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Assassin’s Creed III: The Redemption DLC Impressions

Despite mixed feelings I’ve had about parts one and two of The Tyranny of King Washington, I was looking forward to seeing how the story wraps up. This week, Ubisoft released the final piece of the puzzle, making this an ideal time to hop in and play the whole experience in one pass. Is this third part fun, and more importantly, is the whole three-part saga worth your time?

The Tyranny of King Washington gets full marks for original ideas and breaking free of the mold. Rather than offering us more content in the story we already finished, the three DLC packs present a largely independent alternate history story. By positing that George Washington is driven power-mad by the Apple of Eden and becomes king of America, the premise moves in some curious directions. Moreover, the story conceit offers the opportunity to change the main character’s motivations and abilities in compelling ways. 

Ratonhnhaké:ton never becomes Connor in this alternate timeline, and his native heritage is the guiding principle behind his adventures. Specifically, he gains a growing array of animal spirit powers over the course of the adventure, beginning with the wolf and eagle in previous installments, and adding the bear in this third episode. Taken together, these three powers all dramatically alter what is normally fun about Assassin’s Creed. The wolf provides overpowered stealth. The eagle removes the need for traversal/climbing. The bear has a “kill everything” move in combat that largely removes the need to truly engage in most battles. In exchange, players are slowly unlocking a main character that seems incredibly dangerous and effective, even if we lose out on a lot of the more skill-based elements of gameplay along the way.

After adventuring through a bloody frontier in The Infamy, and fomenting rebellion in Boston throughout The Betrayal, The Redemption brings Ratonhnhaké:ton to New York City. In this burgeoning metropolis, we see the most potent signifier of Washington’s mounting ego – a half-built pyramid now towers over the surrounding buildings, dominating the center of the city. I love the immediate sense of wrongness the pyramid offers to this episode, as it looms in the distance during every mission. The monument is also an effective tease – you know from the start that eventually you’re going to get to go inside and explore. 

An opening naval battle is a fun way to get things started in The Redemption, and that scene sets the stage for a fast-paced series of missions that follow. Just like in The Betrayal, I was disappointed at the speed with which we’re rushed through the sequence that provides the new bear might power. When the wolf power is introduced in part one, it feels like we have to work for it. Here, the bear ability seems to come out of nowhere, and has little basis in character or story moments. At least the short mission in the spirit world is entertaining; an unusual homage to Shadow of the Colossus helps to introduce the bear and his devastating attack.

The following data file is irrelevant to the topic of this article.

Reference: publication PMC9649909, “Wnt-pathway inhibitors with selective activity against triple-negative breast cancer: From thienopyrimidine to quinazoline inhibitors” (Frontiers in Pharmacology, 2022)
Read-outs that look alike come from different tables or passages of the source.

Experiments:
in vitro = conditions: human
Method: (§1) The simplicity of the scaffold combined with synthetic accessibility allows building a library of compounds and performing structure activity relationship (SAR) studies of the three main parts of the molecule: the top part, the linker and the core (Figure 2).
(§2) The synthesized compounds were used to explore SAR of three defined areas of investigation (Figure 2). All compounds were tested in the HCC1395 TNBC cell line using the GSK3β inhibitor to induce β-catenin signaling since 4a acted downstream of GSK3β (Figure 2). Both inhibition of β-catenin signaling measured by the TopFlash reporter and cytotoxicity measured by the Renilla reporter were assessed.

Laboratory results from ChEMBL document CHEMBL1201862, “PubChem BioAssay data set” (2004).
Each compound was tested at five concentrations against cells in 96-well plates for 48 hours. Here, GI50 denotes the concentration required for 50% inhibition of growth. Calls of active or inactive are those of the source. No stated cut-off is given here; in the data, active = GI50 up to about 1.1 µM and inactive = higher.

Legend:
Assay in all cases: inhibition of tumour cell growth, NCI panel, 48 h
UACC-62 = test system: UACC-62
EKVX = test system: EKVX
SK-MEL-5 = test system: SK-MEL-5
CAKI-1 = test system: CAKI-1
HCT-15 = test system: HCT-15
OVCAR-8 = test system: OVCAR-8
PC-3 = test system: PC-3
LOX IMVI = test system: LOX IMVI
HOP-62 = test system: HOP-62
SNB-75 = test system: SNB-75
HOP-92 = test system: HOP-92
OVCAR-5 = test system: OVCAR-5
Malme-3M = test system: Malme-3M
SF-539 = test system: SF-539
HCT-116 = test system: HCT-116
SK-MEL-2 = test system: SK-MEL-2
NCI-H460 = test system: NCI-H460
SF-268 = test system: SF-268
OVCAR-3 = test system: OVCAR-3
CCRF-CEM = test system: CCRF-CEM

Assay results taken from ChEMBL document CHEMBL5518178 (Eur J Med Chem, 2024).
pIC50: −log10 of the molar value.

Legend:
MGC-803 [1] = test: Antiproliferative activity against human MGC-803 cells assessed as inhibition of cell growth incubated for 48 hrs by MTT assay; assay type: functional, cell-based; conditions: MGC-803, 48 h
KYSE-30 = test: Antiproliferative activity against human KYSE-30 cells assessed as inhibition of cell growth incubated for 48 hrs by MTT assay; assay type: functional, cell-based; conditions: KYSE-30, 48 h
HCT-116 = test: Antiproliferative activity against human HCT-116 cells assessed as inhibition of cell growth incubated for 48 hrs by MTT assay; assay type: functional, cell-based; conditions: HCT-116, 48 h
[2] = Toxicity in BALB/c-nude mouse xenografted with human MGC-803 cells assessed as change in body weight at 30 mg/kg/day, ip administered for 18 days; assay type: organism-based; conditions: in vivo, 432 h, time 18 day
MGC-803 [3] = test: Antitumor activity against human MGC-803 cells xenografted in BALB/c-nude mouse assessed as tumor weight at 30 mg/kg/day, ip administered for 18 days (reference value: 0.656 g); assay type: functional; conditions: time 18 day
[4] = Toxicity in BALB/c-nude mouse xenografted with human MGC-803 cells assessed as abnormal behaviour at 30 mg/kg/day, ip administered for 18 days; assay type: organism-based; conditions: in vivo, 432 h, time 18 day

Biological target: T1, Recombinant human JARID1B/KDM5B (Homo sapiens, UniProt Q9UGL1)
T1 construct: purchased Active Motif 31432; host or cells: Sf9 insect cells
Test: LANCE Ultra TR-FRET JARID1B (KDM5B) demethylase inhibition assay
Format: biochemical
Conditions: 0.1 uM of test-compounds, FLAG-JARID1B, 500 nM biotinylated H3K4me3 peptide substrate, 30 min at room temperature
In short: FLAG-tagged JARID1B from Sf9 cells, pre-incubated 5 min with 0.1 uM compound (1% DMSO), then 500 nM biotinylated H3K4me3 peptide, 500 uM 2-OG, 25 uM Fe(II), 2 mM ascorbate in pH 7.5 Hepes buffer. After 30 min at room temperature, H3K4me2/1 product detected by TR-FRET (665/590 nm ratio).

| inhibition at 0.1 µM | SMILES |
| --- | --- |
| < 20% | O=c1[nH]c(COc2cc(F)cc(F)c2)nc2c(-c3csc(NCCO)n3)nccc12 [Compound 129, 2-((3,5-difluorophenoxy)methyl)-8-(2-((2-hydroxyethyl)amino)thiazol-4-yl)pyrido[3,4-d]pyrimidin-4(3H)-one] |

Once unlocked, bear might adds a single button press that can kill all surrounding enemies in exchange for a small hit to your health. The dozens of Bluecoats at Washington’s command suddenly become a lot less threatening. Some of the battles that ensue in the coming missions are large, involving as many as fifty enemy soldiers who are all brought down with ease. 

Now that Ratonhnhaké:ton has his full suite of powers, Redemption does a good job of changing things up and offering opportunities to use all three central abilities. The eagle’s flying option continues to be an indispensable tool, and the wolf cloak keeps things quiet as you sneak into heavily fortified locations. While I certainly felt overpowered during most of the missions, I enjoyed the story arc and mission objectives in this episode more than in previous DLC installments, especially since there was now a clear objective in mind – infiltrate the pyramid and bring down Washington. Each mission feels different from the last, and some have interesting goals, like an extended sequence where you build civil unrest by causing problems around the city. Taken together, the missions string together a brief but varied experience across the city. 

The Tyranny of King Washington should be played in its entirety, or not at all. The connected storyline does not lend itself well to dropping in part way through. The final installment offers an appropriate wrap-up to the tale, but I can’t help feeling there are some missed opportunities in the conclusion to offer explanation or a more dramatic send-off, and the story in total add only marginally to a wider knowledge of the Assassin’s Creed fiction. I wouldn’t recommend these three DLC packs for casual Assassin’s Creed fans, and even more enthusiastic fans of the series should brace for some questionable mission design and story moments. Nonetheless, kudos to Ubisoft for trying something different in the DLC space, and taking a chance on some dramatic departures from the franchise’s normal gameplay loops. I’m glad this isn’t the direction future installments of the series are moving, but I’m also happy I had the chance to check out this diversion. 

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